Ladies and gentlemen, I am talking about the movie Joshilaay, the one which began as a Shekhar Kapur movie, but couldn’t be completed as such. It still is one of my favourite films to relax with. One of the reasons for this is Shekhar Kapur’s direction in the first half, another being R. D. Burman’s score, then there’s Anil Kapoor’s on-screen attitude, and Satish Kaushik with his inimitable dialogue delivery. But more than that, what drew me, the little would-be-rider, into this movie was the unique looking “desert”. Never before had I seen a place so beautiful and interesting being portrayed as a badland. Before Joshilaay, deserts and tough places were always amidst the sands of Rajasthan or rocks of Karnataka. Which is why this movie took me in so deeply. Joshilaay introduced me to the dream that is Ladakh.
Years later, I would see another movie. Not so commercial. Never seen at the theatres. The only popular star this movie has is Danny Denzongpa. And if you cared enough, Raj Zutshi. Set in Ladakh, shot in Ladakh, with dialogues in Hindi and Ladakhi. The cinematography and direction wowed me again, but in a manner different from that of Joshilaay. It wasn’t a hero film or an epic film. It was a sensitive film, telling an intricate story of a girl, and her father. Frozen continued the dream I have had for so long.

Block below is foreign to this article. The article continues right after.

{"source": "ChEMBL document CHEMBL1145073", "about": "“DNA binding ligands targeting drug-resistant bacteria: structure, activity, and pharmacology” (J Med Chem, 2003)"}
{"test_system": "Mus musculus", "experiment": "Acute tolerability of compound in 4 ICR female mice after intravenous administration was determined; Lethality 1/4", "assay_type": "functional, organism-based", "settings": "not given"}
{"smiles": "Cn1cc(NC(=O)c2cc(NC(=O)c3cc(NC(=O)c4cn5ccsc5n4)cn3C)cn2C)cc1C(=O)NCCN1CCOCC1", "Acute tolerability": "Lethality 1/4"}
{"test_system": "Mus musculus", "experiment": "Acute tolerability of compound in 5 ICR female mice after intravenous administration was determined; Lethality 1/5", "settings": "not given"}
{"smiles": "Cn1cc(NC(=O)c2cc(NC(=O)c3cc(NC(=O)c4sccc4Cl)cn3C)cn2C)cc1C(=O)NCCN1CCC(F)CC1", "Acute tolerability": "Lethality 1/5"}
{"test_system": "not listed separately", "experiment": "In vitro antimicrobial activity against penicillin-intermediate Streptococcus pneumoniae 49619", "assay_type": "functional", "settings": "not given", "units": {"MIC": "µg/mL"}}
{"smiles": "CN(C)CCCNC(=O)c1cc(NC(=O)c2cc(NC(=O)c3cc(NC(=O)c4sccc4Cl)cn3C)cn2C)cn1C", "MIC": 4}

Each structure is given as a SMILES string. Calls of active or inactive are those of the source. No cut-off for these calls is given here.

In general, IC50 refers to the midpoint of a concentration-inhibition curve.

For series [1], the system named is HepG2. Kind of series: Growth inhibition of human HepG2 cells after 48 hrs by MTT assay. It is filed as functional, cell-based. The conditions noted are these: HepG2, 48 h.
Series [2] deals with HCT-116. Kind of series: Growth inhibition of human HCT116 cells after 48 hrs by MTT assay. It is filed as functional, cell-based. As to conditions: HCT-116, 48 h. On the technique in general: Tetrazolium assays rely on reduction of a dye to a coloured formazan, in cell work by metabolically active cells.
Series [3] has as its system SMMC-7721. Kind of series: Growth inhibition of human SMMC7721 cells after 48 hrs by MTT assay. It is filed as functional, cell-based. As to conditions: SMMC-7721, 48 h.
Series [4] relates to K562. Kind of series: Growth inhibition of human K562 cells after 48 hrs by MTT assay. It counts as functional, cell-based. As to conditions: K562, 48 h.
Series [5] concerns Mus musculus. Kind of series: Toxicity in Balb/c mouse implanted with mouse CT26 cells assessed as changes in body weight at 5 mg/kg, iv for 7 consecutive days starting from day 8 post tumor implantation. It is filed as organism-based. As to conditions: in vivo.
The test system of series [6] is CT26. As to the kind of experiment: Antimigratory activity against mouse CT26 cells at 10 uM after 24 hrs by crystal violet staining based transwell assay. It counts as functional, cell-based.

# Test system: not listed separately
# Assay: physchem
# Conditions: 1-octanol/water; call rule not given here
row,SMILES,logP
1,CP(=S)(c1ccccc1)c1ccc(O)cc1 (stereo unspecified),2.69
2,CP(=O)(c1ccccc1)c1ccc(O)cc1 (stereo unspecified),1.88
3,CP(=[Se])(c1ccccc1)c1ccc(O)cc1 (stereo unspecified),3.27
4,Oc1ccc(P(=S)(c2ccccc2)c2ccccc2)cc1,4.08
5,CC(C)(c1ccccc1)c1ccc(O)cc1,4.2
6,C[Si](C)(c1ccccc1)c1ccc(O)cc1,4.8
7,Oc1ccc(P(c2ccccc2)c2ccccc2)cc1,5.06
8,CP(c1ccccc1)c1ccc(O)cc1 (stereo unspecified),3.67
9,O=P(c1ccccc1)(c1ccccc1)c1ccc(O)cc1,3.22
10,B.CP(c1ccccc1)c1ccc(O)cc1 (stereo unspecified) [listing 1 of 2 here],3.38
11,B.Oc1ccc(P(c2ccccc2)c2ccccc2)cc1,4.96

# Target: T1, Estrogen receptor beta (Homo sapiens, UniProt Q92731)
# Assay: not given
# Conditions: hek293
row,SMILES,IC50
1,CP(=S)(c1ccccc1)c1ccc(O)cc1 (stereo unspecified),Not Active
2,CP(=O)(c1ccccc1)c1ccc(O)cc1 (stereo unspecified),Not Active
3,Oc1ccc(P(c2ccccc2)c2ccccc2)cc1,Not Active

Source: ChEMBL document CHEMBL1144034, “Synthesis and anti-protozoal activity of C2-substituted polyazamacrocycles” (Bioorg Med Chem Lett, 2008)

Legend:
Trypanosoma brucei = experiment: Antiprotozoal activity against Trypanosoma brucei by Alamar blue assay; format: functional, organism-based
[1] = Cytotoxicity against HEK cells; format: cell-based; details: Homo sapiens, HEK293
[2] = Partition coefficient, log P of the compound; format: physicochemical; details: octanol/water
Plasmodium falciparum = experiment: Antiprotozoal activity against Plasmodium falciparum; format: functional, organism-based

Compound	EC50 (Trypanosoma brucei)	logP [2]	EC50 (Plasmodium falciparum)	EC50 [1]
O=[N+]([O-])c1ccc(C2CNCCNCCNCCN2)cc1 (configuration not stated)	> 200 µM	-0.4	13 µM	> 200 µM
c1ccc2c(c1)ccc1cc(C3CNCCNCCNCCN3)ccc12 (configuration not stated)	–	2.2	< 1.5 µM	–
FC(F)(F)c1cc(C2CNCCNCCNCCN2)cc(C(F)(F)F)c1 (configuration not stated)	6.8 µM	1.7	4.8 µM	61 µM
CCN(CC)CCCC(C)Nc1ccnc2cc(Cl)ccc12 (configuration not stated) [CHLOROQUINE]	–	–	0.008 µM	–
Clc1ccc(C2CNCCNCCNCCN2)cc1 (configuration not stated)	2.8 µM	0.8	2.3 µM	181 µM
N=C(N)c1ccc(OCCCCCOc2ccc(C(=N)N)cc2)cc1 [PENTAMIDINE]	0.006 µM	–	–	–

But why am I telling you about this dream of mine? Because it is going to come true soon.
Amongst the two big & impactful pieces of news in my life, this one is more urgent and delightful. I am going to Ladakh after all these years of dreaming. Along with my steed.
Towards the end of this month, three of my friends and I are riding off from Jammu towards Leh. Yaay!!!
Preparations have begun. The countdown has started. I dream of Ladakh every day now. I plan to keep the blog updated with the preparations, and with the ride as and when it unfurls itself.
For you to enjoy, here’s an all-time favourite song of mine from Joshilaay, and then a short scene from Shivajee Chandrabhushan’s Frozen. Towards the middle of July, I plan to start sharing my impressions and interpretation of the land. Hope it lives up to whatever expectations you have from me 🙂